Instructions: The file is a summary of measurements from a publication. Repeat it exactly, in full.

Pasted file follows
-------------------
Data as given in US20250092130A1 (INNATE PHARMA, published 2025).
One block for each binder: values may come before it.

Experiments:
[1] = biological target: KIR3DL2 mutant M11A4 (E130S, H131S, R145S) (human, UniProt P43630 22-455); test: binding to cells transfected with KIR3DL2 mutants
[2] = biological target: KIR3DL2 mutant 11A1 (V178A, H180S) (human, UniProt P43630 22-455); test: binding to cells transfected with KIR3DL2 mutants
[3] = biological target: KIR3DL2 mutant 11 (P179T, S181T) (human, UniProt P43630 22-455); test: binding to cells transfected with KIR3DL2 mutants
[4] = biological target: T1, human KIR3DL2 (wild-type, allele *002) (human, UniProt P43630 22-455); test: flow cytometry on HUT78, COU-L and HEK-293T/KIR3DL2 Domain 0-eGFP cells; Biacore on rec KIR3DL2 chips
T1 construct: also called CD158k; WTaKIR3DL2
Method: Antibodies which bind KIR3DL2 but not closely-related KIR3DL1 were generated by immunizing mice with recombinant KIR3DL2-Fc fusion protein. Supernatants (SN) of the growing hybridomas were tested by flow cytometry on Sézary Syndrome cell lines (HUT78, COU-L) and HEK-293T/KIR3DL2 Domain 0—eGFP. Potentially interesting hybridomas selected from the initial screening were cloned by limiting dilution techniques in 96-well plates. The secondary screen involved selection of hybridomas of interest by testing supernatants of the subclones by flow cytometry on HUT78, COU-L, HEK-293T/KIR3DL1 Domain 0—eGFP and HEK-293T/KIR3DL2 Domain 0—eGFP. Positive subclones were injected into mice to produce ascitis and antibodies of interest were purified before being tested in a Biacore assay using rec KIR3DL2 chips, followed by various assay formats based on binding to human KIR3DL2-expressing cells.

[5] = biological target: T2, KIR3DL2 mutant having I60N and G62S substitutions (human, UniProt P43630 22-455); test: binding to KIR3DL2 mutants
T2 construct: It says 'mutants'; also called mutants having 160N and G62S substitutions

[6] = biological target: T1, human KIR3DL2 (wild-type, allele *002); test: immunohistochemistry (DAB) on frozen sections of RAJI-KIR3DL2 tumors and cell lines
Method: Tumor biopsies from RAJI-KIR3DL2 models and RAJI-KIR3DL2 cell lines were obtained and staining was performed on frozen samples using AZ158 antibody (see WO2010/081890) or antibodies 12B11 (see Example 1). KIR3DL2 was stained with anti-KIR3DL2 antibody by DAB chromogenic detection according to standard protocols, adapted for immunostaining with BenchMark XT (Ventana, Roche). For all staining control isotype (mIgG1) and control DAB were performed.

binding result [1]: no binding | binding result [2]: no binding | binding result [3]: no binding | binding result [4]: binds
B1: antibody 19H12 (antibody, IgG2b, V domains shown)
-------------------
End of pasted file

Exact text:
Data as given in US20250092130A1 (INNATE PHARMA, published 2025).
One block for each binder: values may come before it.

Experiments:
[1] = biological target: KIR3DL2 mutant M11A4 (E130S, H131S, R145S) (human, UniProt P43630 22-455); test: binding to cells transfected with KIR3DL2 mutants
[2] = biological target: KIR3DL2 mutant 11A1 (V178A, H180S) (human, UniProt P43630 22-455); test: binding to cells transfected with KIR3DL2 mutants
[3] = biological target: KIR3DL2 mutant 11 (P179T, S181T) (human, UniProt P43630 22-455); test: binding to cells transfected with KIR3DL2 mutants
[4] = biological target: T1, human KIR3DL2 (wild-type, allele *002) (human, UniProt P43630 22-455); test: flow cytometry on HUT78, COU-L and HEK-293T/KIR3DL2 Domain 0-eGFP cells; Biacore on rec KIR3DL2 chips
T1 construct: also called CD158k; WTaKIR3DL2
Method: Antibodies which bind KIR3DL2 but not closely-related KIR3DL1 were generated by immunizing mice with recombinant KIR3DL2-Fc fusion protein. Supernatants (SN) of the growing hybridomas were tested by flow cytometry on Sézary Syndrome cell lines (HUT78, COU-L) and HEK-293T/KIR3DL2 Domain 0—eGFP. Potentially interesting hybridomas selected from the initial screening were cloned by limiting dilution techniques in 96-well plates. The secondary screen involved selection of hybridomas of interest by testing supernatants of the subclones by flow cytometry on HUT78, COU-L, HEK-293T/KIR3DL1 Domain 0—eGFP and HEK-293T/KIR3DL2 Domain 0—eGFP. Positive subclones were injected into mice to produce ascitis and antibodies of interest were purified before being tested in a Biacore assay using rec KIR3DL2 chips, followed by various assay formats based on binding to human KIR3DL2-expressing cells.

[5] = biological target: T2, KIR3DL2 mutant having I60N and G62S substitutions (human, UniProt P43630 22-455); test: binding to KIR3DL2 mutants
T2 construct: It says 'mutants'; also called mutants having 160N and G62S substitutions

[6] = biological target: T1, human KIR3DL2 (wild-type, allele *002); test: immunohistochemistry (DAB) on frozen sections of RAJI-KIR3DL2 tumors and cell lines
Method: Tumor biopsies from RAJI-KIR3DL2 models and RAJI-KIR3DL2 cell lines were obtained and staining was performed on frozen samples using AZ158 antibody (see WO2010/081890) or antibodies 12B11 (see Example 1). KIR3DL2 was stained with anti-KIR3DL2 antibody by DAB chromogenic detection according to standard protocols, adapted for immunostaining with BenchMark XT (Ventana, Roche). For all staining control isotype (mIgG1) and control DAB were performed.

binding result [1]: no binding | binding result [2]: no binding | binding result [3]: no binding | binding result [4]: binds
B1: antibody 19H12 (antibody, IgG2b, V domains shown)